Keywords: Debt Markets,Emerging Markets,Access to Finance,Banks&Banking Reform,Financial Intermediation
    Date: 2010–01–01
  18. By: Dang, Hai-Anh; Knack, Steve; Rogers, Halsey
    Abstract: The global financial crisis has already led to sharp downturns in the developing world. In the past, international aid has been able to offset partially the effects of crises that began in the developing world, but because this crisis began in the wealthy countries, donors may be less willing or able to increase aid in this crisis. Not only have donor-country incomes fallen, but the cause of the drop -- the banking and financial-sector crisis -- may exacerbate the effect on aid flows because of its heavy fiscal costs. This paper estimates how donor-country banking crises have affected aid flows in the past, using panel data from 24 donor countries between 1977 and 2007. The analysis finds that banking crises in donor countries are associated with a substantial additional fall in aid flows, beyond any income-related effects, perhaps because of the high fiscal costs of crisis and the debt hangover in the post-crisis periods. In most specifications, aid flows from crisis-affected countries fall by an average of 20 to 25 percent (relative to the counterfactual) and bottom out only about a decade after the banking crisis hits. In addition, the results confirm that donor-country incomes are robustly related to per-capita aid flows, with an elasticity of about 3. Because all donor countries are being hit hard by the current global recession, and several have also suffered banking-sector crises, there are reasons to expect that aid could fall by a significant amount (again, relative to the counterfactual) in the coming years -- just when aid may be most clearly justified to help smooth exogenous shocks to developing countries.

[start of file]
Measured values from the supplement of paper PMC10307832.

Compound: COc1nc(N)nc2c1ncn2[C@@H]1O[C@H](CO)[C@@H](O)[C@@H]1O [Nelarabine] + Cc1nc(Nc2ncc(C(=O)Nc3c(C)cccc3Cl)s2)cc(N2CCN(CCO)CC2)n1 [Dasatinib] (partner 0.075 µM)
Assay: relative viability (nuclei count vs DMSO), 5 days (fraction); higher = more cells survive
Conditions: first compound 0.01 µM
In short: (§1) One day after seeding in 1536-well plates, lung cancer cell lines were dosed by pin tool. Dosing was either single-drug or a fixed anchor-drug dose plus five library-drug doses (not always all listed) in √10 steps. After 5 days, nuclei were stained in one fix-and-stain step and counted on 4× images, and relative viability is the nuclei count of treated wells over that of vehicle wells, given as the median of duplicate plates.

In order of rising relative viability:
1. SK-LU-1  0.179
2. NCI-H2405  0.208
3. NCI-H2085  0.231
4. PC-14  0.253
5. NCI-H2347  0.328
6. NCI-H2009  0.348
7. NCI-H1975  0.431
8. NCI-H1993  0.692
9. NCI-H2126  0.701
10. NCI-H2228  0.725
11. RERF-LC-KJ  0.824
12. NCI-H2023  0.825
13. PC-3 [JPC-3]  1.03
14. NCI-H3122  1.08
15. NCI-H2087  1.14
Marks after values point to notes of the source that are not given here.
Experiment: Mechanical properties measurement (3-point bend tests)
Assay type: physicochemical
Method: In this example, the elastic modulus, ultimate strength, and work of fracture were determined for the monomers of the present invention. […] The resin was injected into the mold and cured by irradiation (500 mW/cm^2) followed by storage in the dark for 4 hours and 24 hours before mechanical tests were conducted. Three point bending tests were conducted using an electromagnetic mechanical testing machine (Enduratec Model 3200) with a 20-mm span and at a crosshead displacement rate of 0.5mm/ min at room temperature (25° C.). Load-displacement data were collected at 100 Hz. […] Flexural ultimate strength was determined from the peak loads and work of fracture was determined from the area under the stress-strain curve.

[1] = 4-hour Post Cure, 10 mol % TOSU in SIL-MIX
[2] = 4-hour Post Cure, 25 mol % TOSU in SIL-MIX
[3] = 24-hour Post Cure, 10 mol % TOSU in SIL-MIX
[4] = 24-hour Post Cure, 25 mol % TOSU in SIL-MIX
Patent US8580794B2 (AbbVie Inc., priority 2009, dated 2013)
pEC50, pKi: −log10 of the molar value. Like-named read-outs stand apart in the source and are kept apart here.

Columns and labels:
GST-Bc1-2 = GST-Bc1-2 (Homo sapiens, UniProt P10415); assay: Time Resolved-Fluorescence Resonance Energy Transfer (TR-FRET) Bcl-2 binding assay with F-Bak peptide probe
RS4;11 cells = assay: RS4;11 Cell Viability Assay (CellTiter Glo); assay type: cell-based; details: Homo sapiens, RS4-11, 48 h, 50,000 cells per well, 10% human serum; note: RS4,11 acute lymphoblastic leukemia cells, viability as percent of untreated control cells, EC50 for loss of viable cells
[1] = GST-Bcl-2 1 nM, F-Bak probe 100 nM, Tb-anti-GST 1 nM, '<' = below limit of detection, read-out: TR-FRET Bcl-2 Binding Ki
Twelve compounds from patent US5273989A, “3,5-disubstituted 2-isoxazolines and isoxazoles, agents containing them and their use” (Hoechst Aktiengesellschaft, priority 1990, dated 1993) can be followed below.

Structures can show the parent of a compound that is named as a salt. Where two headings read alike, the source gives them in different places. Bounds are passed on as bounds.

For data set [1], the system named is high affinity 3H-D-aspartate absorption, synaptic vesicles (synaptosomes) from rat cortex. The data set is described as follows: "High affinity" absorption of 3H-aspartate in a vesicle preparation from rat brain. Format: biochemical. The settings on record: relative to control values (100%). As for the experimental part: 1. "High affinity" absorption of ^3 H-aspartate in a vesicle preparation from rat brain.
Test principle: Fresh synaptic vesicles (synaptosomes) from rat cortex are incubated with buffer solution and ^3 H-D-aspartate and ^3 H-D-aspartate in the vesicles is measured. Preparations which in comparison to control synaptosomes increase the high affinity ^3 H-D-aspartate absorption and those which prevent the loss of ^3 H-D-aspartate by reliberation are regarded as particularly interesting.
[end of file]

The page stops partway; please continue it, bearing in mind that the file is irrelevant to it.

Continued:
Keywords: Economic Conditions and Volatility,Labor Policies,Debt Markets,Development Economics&Aid Effectiveness,Banks&Banking Reform
    Date: 2009–12–01
  19. By: Giorgio Bellettini (University of Bologna); Carlotta Berti Ceroni (University of Bologna); Giovanni Prarolo (University of Bologna)
    Abstract: Using data on a panel of 56 democratic countries in the period 1975-2004, we find evidence of a negative association between political stability and economic growth which is stronger and empirically more robust in countries with high bureaucratic costs. Motivated by these results, which contrast with previous contributions, we develop a model of growth with quality improvements where political connections with long-term politicians can be exploited by low-quality producers to defend their monopoly position and prevent innovation and entry of high-quality competitors. This requires that the incumbent politician remains in office and that the red-tape cost advantage granted by political connections is large relative to the quality upgrade related to innovation. Consistently with our empirical findings, the model delivers a negative association between the probability that the incumbent politician remains in office and average economic growth in the presence of high bureaucratic costs.
    Keywords: Political Persistence, Growth, Innovation
    JEL: O43
    Date: 2009–12
  20. By: César Calderón; Rodrigo Fuentes.; Rodrigo Fuentes.